Discuss the prejudice that Tom Robinson, Boo Radley, and Dolphus Raymond face in To Kill a Mockingbird. Including quotes would be helpful.
Tom Robinson faces racial prejudice and becomes a victim of racial injustice throughout the novel. Tom is wrongfully accused of assaulting and raping Mayella Ewell and is forced to testify in front of a prejudiced jury. Racial prejudice is evident during Tom's testimony as the prosecutor, Mr. Gilmer, continually disrespects Tom by referring to him as "boy" and sneering at him during his cross-examination. Despite the lack of evidence and conflicting testimonies, Tom Robinson is found guilty simply because he is a black man. Following Tom's conviction, Scout elaborates on the racial injustice by saying,
"Atticus had used every tool available to free men to save Tom Robinson, but in the secret courts of men’s hearts Atticus had no case. Tom was a dead man the minute Mayella Ewell opened her mouth and screamed" (Lee, 245).
Boo Radley is another character who suffers from prejudice throughout the novel. Despite being a kind, compassionate man, Boo Radley becomes the topic of negative rumors because he lives a reclusive life, which gives him a bad reputation among the children and certain citizens of Maycomb. At the beginning of the novel, Scout describes the prejudice surrounding Boo by saying,
"People said he went out at night when the moon was down, and peeped in windows. When people’s azaleas froze in a cold snap, it was because he had breathed on them. Any stealthy small crimes committed in Maycomb were his work" (Lee. 9).
Dolphus Raymond is another character who suffers from the community's prejudice. Dolphus lives as an outcast in Maycomb because he has several bi-racial children and chooses to have relations with black people, which is a taboo among the racist citizens of the community. In chapter 20, Scout refers to Dolphus as an "evil" man before he gives Dill a drink of Coca-Cola. Dolphus then explains why he feigns alcoholism by telling the children,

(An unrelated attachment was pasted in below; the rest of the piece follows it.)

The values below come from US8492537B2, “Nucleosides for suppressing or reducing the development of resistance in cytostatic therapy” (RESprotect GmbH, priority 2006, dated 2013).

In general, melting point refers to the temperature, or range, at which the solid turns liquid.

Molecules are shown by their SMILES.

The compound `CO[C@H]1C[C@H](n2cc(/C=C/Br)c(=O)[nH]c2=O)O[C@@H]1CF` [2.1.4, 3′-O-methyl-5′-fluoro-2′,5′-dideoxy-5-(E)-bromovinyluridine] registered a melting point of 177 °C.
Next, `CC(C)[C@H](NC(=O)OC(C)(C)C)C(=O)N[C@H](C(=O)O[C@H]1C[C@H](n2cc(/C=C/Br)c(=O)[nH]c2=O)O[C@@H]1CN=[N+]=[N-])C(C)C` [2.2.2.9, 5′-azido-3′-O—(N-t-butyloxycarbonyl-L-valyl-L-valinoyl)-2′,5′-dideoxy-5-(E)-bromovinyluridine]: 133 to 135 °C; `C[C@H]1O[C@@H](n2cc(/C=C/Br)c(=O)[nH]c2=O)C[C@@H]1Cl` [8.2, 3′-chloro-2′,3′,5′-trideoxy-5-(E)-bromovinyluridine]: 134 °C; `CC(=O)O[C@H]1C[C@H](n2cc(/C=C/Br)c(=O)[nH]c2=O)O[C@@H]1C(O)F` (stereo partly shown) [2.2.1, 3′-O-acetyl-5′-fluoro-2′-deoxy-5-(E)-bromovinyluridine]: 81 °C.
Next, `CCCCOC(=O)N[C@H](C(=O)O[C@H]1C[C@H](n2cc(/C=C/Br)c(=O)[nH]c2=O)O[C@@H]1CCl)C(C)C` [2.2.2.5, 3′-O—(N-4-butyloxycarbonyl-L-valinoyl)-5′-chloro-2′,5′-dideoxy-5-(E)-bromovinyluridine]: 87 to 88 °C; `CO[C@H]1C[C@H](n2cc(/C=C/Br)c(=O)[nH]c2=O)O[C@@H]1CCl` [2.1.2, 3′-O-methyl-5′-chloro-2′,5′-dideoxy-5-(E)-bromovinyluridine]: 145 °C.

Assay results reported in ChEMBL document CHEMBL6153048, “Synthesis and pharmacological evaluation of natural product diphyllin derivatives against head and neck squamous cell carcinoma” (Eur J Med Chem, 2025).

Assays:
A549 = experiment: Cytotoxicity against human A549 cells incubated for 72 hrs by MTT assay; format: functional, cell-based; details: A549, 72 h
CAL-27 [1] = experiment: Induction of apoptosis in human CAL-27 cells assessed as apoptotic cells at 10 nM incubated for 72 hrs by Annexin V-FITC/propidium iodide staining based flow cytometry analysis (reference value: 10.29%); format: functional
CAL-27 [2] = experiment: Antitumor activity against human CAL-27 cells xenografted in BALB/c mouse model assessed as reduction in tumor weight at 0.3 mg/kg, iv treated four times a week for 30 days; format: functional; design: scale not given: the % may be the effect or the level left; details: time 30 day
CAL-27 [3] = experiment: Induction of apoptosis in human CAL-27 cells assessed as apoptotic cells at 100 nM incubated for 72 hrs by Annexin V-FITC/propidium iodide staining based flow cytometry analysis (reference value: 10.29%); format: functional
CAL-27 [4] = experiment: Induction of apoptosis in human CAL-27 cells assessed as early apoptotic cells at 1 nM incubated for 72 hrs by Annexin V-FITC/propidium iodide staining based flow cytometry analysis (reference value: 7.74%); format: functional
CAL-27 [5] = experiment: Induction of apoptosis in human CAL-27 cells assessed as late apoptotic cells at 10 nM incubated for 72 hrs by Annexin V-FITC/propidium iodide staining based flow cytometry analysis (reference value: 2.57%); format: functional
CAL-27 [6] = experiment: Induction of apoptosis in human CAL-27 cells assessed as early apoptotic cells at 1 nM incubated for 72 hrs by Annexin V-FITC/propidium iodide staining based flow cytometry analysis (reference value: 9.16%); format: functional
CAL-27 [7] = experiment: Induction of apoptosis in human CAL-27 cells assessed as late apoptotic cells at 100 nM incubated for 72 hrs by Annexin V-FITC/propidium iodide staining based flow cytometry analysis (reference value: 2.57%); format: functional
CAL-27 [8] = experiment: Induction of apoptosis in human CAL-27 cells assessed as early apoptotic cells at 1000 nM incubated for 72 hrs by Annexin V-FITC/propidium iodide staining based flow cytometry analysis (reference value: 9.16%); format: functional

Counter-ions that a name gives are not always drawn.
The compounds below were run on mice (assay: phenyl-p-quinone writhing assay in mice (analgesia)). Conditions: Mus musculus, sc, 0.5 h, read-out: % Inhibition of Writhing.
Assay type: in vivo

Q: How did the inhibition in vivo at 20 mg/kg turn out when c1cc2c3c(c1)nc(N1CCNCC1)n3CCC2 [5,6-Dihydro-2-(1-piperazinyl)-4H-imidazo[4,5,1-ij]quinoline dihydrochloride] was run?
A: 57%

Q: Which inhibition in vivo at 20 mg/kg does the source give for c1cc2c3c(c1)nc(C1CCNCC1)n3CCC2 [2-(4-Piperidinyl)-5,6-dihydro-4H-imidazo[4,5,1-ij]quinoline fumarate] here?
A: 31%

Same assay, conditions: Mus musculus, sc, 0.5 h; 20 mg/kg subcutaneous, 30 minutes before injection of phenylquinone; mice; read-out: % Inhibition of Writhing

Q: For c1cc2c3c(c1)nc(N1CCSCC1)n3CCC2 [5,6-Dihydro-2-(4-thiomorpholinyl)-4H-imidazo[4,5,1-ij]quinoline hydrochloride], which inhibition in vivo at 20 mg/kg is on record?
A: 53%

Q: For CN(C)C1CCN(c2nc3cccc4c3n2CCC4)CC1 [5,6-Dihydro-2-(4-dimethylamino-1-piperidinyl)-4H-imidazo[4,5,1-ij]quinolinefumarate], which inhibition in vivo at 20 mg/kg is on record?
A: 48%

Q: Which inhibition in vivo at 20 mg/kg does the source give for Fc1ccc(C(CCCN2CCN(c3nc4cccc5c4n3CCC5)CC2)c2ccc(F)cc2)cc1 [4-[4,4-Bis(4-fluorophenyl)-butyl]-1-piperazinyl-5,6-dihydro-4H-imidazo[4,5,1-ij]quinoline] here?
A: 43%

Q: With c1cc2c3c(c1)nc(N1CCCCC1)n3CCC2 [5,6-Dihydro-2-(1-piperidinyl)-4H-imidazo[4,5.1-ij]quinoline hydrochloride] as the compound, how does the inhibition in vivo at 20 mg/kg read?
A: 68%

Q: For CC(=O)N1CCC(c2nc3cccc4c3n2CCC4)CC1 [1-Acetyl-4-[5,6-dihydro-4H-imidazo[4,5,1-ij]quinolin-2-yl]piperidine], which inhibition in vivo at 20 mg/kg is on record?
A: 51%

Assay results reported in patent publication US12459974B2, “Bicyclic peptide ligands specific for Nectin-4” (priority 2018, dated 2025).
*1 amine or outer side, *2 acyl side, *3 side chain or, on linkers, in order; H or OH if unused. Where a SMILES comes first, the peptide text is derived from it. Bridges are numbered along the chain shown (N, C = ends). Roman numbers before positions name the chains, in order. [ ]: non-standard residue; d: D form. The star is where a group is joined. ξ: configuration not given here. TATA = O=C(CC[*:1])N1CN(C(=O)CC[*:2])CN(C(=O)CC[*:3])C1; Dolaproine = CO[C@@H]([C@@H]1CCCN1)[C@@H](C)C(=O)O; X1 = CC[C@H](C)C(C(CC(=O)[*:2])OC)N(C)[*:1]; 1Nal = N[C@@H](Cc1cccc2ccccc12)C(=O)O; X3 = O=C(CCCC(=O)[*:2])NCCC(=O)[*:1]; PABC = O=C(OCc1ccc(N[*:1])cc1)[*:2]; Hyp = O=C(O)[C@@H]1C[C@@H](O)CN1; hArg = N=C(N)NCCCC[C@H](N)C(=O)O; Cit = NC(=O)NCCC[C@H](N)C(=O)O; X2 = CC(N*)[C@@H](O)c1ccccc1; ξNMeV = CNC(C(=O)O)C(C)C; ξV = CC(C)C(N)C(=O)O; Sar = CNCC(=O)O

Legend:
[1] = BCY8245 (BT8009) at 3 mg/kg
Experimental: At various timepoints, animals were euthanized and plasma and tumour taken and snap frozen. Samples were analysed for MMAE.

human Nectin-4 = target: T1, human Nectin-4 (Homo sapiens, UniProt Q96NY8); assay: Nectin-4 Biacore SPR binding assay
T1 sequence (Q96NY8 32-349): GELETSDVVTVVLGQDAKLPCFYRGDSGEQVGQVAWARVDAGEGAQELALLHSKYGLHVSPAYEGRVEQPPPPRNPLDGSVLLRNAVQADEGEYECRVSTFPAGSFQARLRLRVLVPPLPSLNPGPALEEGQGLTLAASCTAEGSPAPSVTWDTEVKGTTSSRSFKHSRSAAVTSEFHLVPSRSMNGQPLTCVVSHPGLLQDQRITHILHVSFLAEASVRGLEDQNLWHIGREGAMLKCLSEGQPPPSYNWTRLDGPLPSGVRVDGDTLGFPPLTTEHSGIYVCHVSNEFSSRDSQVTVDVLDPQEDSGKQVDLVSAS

"I try to give ‘em a reason, you see. It helps folks if they can latch onto a reason. When I come to town, which is seldom, if I weave a little and drink out of this sack, folks can say Dolphus Raymond’s in the clutches of whiskey—that’s why he won’t change his ways. He can’t help himself, that’s why he lives the way he does" (Lee, 204).
These three characters from To Kill a Mockingbird face different kinds of prejudicial treatment during the novel. As a Negro, Tom Robinson faced the racial prejudice that many blacks endured during the 1930s in the Deep South. Alabama, like many Southern states, had laws regarding the segregation of blacks and whites; socializing between the races in public places was illegal in many areas. Yet Tom, being the friendly man that he was, sympathized with Mayella, and he attempted to help her without realizing he was being lured into the Ewell house for other reasons. He was accused of raping Mayella; such a charge would not have occurred if their colors had been reversed. He was found guilty by an all-white jury, all of whom were apparently biased against the color of Tom's skin. As Atticus probably already knew, Tom was guilty the second he stepped into the Ewell household.
Dolphus Raymond also faced the wrath of much of Maycomb's white population, but not because he was black: A wealthy white man, Raymond lived with his Negro mistress--a sin almost as serious as the accusations against Tom. Mixing of the races was considered a cardinal sin in the Deep South, and Raymond was castigated by most of white Maycomb. Because of this personal decision, many people also considered him mentally unstable, and many of Raymond's actions (specifically weaving down the sidewalks with a bottle in a paper bag) seemed to support this conclusion.
Boo Radley, like Raymond, was considered mentally unstable, and rumors that had followed him for more than a decade had been accepted by the people of Maycomb as fact. Although he was never seen, he was blamed for most of the unexplainable crimes in the town, and many children avoided walking by the Radley house, even though it was located next to the school. Like the unfounded accusations against both Tom Robinson and Dolphus Raymond, the ones against Boo were untrue, and all three men were merely trying to live their lives in the manner they wished.